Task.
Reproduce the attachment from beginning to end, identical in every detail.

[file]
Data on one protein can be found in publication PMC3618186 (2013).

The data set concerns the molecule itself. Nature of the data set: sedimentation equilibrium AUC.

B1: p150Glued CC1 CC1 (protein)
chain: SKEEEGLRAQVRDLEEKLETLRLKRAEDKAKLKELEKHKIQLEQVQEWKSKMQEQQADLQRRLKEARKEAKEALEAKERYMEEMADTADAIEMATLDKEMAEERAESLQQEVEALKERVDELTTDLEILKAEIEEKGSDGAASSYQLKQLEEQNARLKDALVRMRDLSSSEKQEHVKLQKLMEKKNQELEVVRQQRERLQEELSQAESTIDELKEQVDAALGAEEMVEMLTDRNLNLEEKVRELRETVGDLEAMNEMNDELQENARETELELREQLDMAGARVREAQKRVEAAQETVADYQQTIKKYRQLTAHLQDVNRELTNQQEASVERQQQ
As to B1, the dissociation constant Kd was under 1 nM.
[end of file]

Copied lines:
Data on one protein can be found in publication PMC3618186 (2013).

The data set concerns the molecule itself. Nature of the data set: sedimentation equilibrium AUC.

B1: p150Glued CC1 CC1 (protein)
chain: SKEEEGLRAQVRDLEEKLETLRLKRAEDKAKLKELEKHKIQLEQVQEWKSKMQEQQADLQRRLKEARKEAKEALEAKERYMEEMADTADAIEMATLDKEMAEERAESLQQEVEALKERVDELTTDLEILKAEIEEKGSDGAASSYQLKQLEEQNARLKDALVRMRDLSSSEKQEHVKLQKLMEKKNQELEVVRQQRERLQEELSQAESTIDELKEQVDAALGAEEMVEMLTDRNLNLEEKVRELRETVGDLEAMNEMNDELQENARETELELREQLDMAGARVREAQKRVEAAQETVADYQQTIKKYRQLTAHLQDVNRELTNQQEASVERQQQ
As to B1, the dissociation constant Kd was under 1 nM.